Nature editorial chastises IPCC for conflict of interest policy

The Nature editorial  published today will be unwelcome criticism for the IPCC from a normally very friendly quarter. “Shot with its own gun” is the headline and the editorial chastises Pachauri and the IPCC for failing “to make clear when this new conflict-of-interest policy will come into effect and whom it will cover. It needs to do so — and fast”.

Allowing Greenpeace to ‘dictate’ the IPCC’s renewable-energy report was particularly inept and as one Nature reader puts it “The IPCC has become a Centre of Criticism”. But the fundamental problem with the IPCC is of course that it has become an advocacy group with a pre-determined agenda where scientific evidence has been replaced by dubious results from scenarios. Claiming that model results of a chaotic and imperfectly understood system are “settled science” is the travesty.

But criticism coming from Nature is friendly fire indeed.

Nature 474, 541 (30 June 2011) doi:10.1038/474541a

Shot with its own gun

In the past two years, the IPCC has displayed a talent for manoeuvring itself into embarrassing situations, making itself an easy target for critics and climate sceptics.

The problems began in late 2009, when it was reported that the IPCC’s fourth assessment report, published two years earlier, mistakenly claimed that all Himalayan glaciers could melt by 2035. The subsequent fallout seriously damaged the IPCC’s credibility, and was exacerbated by the inept attempts of the group’s chairman, Rajendra Pachauri, to contain the crisis. A subsequent review of the organization’s governance and policies saw it commit to a number of wide-ranging reforms.

This month, the IPCC is in the crosshairs again. The revelation that a Greenpeace energy analyst helped to write a key chapter in the IPCC’s Special Report on Renewable Energy Sources and Climate Change Mitigation, released last month, sparked widespread criticism across the blogosphere. Compared with the glacier faux pas, the latest incident is trivial. But it should remind the IPCC that its recently reworked policies and procedures need to be implemented, visibly and quickly.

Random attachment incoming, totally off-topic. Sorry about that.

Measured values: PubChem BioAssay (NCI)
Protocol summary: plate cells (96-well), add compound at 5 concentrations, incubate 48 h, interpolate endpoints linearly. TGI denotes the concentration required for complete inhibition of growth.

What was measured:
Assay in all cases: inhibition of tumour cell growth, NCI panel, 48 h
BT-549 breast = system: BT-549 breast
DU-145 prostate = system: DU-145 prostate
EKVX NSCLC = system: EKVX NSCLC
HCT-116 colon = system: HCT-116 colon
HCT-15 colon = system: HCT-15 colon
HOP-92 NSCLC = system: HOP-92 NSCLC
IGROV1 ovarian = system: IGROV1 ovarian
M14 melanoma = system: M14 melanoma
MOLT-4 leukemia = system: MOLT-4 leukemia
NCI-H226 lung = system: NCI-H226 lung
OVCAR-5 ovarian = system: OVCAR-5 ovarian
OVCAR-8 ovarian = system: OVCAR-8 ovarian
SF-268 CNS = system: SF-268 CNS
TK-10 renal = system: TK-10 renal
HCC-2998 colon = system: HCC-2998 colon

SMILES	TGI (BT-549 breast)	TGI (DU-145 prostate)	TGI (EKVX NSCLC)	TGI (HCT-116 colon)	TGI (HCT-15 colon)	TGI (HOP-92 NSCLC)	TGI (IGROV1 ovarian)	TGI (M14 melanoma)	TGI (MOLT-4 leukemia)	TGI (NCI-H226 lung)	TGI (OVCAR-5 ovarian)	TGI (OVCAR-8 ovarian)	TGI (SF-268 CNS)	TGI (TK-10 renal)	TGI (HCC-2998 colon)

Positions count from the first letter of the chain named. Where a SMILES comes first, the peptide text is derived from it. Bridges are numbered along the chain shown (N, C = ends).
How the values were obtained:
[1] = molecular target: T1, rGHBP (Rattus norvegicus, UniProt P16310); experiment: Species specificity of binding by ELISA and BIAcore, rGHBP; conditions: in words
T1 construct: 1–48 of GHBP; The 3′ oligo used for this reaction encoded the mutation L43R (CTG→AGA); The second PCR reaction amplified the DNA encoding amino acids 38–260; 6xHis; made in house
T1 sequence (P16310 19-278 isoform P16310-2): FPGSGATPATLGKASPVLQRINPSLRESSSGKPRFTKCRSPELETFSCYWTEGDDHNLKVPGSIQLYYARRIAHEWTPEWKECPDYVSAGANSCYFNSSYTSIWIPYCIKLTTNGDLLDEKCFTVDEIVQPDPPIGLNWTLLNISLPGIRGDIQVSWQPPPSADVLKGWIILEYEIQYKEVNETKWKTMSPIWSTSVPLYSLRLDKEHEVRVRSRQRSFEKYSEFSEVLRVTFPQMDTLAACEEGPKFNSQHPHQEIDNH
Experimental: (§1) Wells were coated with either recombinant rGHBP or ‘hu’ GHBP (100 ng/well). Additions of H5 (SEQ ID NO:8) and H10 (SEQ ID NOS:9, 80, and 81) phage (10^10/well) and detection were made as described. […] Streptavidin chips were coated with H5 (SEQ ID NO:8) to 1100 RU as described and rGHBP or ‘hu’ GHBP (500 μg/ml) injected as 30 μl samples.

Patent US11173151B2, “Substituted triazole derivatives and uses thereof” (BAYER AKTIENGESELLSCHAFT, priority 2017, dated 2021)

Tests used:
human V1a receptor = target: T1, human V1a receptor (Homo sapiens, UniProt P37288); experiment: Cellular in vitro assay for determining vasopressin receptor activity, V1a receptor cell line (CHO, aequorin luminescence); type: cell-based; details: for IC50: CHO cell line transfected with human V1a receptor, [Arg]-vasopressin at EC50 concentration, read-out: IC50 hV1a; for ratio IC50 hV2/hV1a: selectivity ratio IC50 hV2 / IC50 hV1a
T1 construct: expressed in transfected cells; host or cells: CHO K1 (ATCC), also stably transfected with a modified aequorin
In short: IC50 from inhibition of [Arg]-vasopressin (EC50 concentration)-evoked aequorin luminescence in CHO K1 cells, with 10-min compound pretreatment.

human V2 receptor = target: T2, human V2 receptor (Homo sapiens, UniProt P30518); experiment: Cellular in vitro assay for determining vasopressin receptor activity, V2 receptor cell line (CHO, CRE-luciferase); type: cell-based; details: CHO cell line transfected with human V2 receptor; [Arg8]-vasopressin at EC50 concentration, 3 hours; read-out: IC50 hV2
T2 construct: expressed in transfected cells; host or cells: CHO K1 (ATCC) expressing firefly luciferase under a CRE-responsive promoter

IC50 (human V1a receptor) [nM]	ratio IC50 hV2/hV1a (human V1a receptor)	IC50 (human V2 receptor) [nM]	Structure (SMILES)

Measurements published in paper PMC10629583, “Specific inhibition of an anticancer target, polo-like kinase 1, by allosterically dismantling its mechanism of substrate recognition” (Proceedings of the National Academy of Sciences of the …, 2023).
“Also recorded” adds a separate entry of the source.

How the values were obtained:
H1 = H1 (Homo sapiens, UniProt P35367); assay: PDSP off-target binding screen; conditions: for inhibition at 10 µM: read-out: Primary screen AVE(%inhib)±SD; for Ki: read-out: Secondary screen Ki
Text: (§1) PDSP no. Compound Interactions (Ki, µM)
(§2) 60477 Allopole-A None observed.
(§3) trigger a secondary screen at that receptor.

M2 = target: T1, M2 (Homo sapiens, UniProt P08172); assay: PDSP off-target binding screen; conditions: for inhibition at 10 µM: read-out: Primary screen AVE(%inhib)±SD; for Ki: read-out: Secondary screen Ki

In response to the glacier blunder, the IPCC pledged greater caution in the processes it uses to select scientific experts and to evaluate grey literature, and to make sure that (unpaid) work for the panel does not clash with interests arising from the professional affiliations of its staff and contributing authors (see Nature473, 261; 2011). But it has failed to make clear when this new conflict-of-interest policy will come into effect and whom it will cover. It needs to do so — and fast. 

This is the only way that the organization can counter recurring claims that it is less policy-neutral than its mandate from the United Nations obliges it to be. In particular, it needs to make clear the position for the working groups on climate-change impacts and adaptation (the science group adopted a rigid conflict-of-interest policy last year). Pachauri is on record as saying that the new conflict-of-interest policy will not apply retrospectively to the hundreds of authors already selected for the IPCC’s fifth assessment report, due in 2014. This is unacceptable. He should make it a priority to ensure that the rules cover everyone involved — including himself. …

The IPCC’s vulnerability to such attacks should also prompt it to reconsider how it frames its findings. Journalists and critics alike gravitate towards extreme claims. So when the IPCC’s press material for the May report prominently pushed the idea that renewables could provide “close to 80%” of the world’s energy needs by 2050, it was no surprise that it was this figure that made headlines — and made waves. The IPCC would have saved itself a lot of trouble and some unwarranted criticism had it made the origins of this scenario explicit.

Now with the natural death of the Kyoto Protocol and with a few decades of cooling in front of us it is time for the IPCC to be disbanded.


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